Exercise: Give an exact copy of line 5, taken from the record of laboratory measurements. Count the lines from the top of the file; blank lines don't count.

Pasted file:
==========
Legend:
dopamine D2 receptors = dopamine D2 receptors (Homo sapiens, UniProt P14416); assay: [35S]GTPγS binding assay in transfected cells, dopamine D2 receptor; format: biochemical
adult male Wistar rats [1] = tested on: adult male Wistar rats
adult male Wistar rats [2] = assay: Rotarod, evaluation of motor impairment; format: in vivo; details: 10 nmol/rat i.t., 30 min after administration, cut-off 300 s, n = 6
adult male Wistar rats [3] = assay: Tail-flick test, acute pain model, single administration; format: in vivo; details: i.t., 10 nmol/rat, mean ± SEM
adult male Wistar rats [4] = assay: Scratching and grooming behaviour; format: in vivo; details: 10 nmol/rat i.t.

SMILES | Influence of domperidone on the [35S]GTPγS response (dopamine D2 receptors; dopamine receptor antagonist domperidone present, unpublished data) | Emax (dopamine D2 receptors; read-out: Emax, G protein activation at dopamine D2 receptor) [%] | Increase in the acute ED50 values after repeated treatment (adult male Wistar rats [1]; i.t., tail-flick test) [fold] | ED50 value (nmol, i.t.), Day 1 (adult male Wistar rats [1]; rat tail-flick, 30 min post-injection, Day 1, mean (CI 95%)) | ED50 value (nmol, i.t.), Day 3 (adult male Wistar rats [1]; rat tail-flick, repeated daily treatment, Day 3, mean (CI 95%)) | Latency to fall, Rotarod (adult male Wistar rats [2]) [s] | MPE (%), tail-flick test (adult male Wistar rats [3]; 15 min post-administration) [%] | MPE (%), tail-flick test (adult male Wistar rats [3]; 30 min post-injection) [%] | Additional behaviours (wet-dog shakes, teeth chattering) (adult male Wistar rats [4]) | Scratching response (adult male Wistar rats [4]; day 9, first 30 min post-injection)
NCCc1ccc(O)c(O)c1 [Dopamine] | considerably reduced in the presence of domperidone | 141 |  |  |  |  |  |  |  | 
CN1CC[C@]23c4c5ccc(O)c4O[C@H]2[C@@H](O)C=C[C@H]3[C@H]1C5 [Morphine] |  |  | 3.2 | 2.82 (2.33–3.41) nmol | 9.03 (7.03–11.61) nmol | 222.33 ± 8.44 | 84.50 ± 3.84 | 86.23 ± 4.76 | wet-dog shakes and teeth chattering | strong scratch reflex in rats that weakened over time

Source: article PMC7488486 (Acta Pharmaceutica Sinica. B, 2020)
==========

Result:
adult male Wistar rats [3] = assay: Tail-flick test, acute pain model, single administration; format: in vivo; details: i.t., 10 nmol/rat, mean ± SEM